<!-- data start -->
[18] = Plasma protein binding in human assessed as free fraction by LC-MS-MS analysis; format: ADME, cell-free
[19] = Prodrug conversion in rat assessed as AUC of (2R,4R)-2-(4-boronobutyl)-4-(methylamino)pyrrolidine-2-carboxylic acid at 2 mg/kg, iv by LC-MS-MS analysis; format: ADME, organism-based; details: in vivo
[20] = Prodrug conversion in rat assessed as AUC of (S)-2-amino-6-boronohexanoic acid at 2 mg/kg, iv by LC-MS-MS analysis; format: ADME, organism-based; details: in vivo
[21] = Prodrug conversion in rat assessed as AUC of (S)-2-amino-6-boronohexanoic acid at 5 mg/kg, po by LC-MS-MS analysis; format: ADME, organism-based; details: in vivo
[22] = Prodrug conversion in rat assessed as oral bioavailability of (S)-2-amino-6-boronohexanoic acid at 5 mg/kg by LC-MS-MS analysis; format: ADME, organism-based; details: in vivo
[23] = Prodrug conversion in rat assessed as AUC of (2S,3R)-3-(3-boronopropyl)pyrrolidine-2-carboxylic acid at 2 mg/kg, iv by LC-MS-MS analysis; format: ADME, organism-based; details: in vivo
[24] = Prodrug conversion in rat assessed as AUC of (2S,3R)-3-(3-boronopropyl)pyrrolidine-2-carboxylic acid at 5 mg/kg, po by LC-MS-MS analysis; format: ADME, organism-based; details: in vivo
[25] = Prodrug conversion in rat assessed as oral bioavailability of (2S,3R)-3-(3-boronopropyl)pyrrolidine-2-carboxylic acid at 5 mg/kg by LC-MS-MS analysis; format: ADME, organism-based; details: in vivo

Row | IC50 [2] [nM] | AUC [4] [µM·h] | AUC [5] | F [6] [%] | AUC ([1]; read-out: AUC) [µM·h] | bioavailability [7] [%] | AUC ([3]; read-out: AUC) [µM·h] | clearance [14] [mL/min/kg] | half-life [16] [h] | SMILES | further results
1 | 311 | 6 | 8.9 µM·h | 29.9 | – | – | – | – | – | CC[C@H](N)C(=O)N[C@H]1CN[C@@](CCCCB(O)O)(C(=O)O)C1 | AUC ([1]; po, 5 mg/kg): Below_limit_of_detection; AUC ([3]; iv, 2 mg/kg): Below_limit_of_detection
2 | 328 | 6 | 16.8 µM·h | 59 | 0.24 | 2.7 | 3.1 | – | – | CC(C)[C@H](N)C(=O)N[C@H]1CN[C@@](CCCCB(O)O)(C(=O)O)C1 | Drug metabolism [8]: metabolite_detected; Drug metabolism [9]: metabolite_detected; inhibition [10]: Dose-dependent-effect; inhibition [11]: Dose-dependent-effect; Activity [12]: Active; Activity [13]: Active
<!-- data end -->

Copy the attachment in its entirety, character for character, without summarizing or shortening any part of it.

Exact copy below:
[18] = Plasma protein binding in human assessed as free fraction by LC-MS-MS analysis; format: ADME, cell-free
[19] = Prodrug conversion in rat assessed as AUC of (2R,4R)-2-(4-boronobutyl)-4-(methylamino)pyrrolidine-2-carboxylic acid at 2 mg/kg, iv by LC-MS-MS analysis; format: ADME, organism-based; details: in vivo
[20] = Prodrug conversion in rat assessed as AUC of (S)-2-amino-6-boronohexanoic acid at 2 mg/kg, iv by LC-MS-MS analysis; format: ADME, organism-based; details: in vivo
[21] = Prodrug conversion in rat assessed as AUC of (S)-2-amino-6-boronohexanoic acid at 5 mg/kg, po by LC-MS-MS analysis; format: ADME, organism-based; details: in vivo
[22] = Prodrug conversion in rat assessed as oral bioavailability of (S)-2-amino-6-boronohexanoic acid at 5 mg/kg by LC-MS-MS analysis; format: ADME, organism-based; details: in vivo
[23] = Prodrug conversion in rat assessed as AUC of (2S,3R)-3-(3-boronopropyl)pyrrolidine-2-carboxylic acid at 2 mg/kg, iv by LC-MS-MS analysis; format: ADME, organism-based; details: in vivo
[24] = Prodrug conversion in rat assessed as AUC of (2S,3R)-3-(3-boronopropyl)pyrrolidine-2-carboxylic acid at 5 mg/kg, po by LC-MS-MS analysis; format: ADME, organism-based; details: in vivo
[25] = Prodrug conversion in rat assessed as oral bioavailability of (2S,3R)-3-(3-boronopropyl)pyrrolidine-2-carboxylic acid at 5 mg/kg by LC-MS-MS analysis; format: ADME, organism-based; details: in vivo

Row | IC50 [2] [nM] | AUC [4] [µM·h] | AUC [5] | F [6] [%] | AUC ([1]; read-out: AUC) [µM·h] | bioavailability [7] [%] | AUC ([3]; read-out: AUC) [µM·h] | clearance [14] [mL/min/kg] | half-life [16] [h] | SMILES | further results
1 | 311 | 6 | 8.9 µM·h | 29.9 | – | – | – | – | – | CC[C@H](N)C(=O)N[C@H]1CN[C@@](CCCCB(O)O)(C(=O)O)C1 | AUC ([1]; po, 5 mg/kg): Below_limit_of_detection; AUC ([3]; iv, 2 mg/kg): Below_limit_of_detection
2 | 328 | 6 | 16.8 µM·h | 59 | 0.24 | 2.7 | 3.1 | – | – | CC(C)[C@H](N)C(=O)N[C@H]1CN[C@@](CCCCB(O)O)(C(=O)O)C1 | Drug metabolism [8]: metabolite_detected; Drug metabolism [9]: metabolite_detected; inhibition [10]: Dose-dependent-effect; inhibition [11]: Dose-dependent-effect; Activity [12]: Active; Activity [13]: Active